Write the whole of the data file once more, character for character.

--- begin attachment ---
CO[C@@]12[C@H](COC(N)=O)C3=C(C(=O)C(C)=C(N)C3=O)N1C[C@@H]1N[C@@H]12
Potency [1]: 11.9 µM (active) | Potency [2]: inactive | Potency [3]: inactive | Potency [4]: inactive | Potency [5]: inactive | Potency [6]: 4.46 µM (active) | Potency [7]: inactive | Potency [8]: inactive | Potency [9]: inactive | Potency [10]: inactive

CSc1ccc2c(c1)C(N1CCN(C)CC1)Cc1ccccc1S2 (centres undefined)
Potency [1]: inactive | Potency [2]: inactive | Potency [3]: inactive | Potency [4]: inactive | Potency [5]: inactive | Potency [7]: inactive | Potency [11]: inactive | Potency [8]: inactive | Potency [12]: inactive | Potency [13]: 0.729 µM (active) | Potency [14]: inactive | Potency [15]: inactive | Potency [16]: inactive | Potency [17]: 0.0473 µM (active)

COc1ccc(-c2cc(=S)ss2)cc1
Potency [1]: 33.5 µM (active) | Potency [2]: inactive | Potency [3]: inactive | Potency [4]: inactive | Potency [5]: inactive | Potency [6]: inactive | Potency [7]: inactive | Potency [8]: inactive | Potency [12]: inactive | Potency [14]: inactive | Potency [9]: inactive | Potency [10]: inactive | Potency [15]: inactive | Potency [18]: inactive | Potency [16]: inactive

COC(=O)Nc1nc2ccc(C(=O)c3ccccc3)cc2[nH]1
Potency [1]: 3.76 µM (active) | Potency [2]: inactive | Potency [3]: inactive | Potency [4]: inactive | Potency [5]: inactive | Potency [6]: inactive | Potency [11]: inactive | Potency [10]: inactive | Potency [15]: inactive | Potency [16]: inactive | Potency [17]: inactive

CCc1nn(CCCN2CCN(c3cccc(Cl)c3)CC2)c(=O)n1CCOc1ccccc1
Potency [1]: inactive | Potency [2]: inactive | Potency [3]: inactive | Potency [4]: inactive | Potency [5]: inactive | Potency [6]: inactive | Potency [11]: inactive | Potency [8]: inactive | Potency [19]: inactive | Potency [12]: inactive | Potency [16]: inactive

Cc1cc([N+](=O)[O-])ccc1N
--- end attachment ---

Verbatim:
CO[C@@]12[C@H](COC(N)=O)C3=C(C(=O)C(C)=C(N)C3=O)N1C[C@@H]1N[C@@H]12
Potency [1]: 11.9 µM (active) | Potency [2]: inactive | Potency [3]: inactive | Potency [4]: inactive | Potency [5]: inactive | Potency [6]: 4.46 µM (active) | Potency [7]: inactive | Potency [8]: inactive | Potency [9]: inactive | Potency [10]: inactive

CSc1ccc2c(c1)C(N1CCN(C)CC1)Cc1ccccc1S2 (centres undefined)
Potency [1]: inactive | Potency [2]: inactive | Potency [3]: inactive | Potency [4]: inactive | Potency [5]: inactive | Potency [7]: inactive | Potency [11]: inactive | Potency [8]: inactive | Potency [12]: inactive | Potency [13]: 0.729 µM (active) | Potency [14]: inactive | Potency [15]: inactive | Potency [16]: inactive | Potency [17]: 0.0473 µM (active)

COc1ccc(-c2cc(=S)ss2)cc1
Potency [1]: 33.5 µM (active) | Potency [2]: inactive | Potency [3]: inactive | Potency [4]: inactive | Potency [5]: inactive | Potency [6]: inactive | Potency [7]: inactive | Potency [8]: inactive | Potency [12]: inactive | Potency [14]: inactive | Potency [9]: inactive | Potency [10]: inactive | Potency [15]: inactive | Potency [18]: inactive | Potency [16]: inactive

COC(=O)Nc1nc2ccc(C(=O)c3ccccc3)cc2[nH]1
Potency [1]: 3.76 µM (active) | Potency [2]: inactive | Potency [3]: inactive | Potency [4]: inactive | Potency [5]: inactive | Potency [6]: inactive | Potency [11]: inactive | Potency [10]: inactive | Potency [15]: inactive | Potency [16]: inactive | Potency [17]: inactive

CCc1nn(CCCN2CCN(c3cccc(Cl)c3)CC2)c(=O)n1CCOc1ccccc1
Potency [1]: inactive | Potency [2]: inactive | Potency [3]: inactive | Potency [4]: inactive | Potency [5]: inactive | Potency [6]: inactive | Potency [11]: inactive | Potency [8]: inactive | Potency [19]: inactive | Potency [12]: inactive | Potency [16]: inactive

Cc1cc([N+](=O)[O-])ccc1N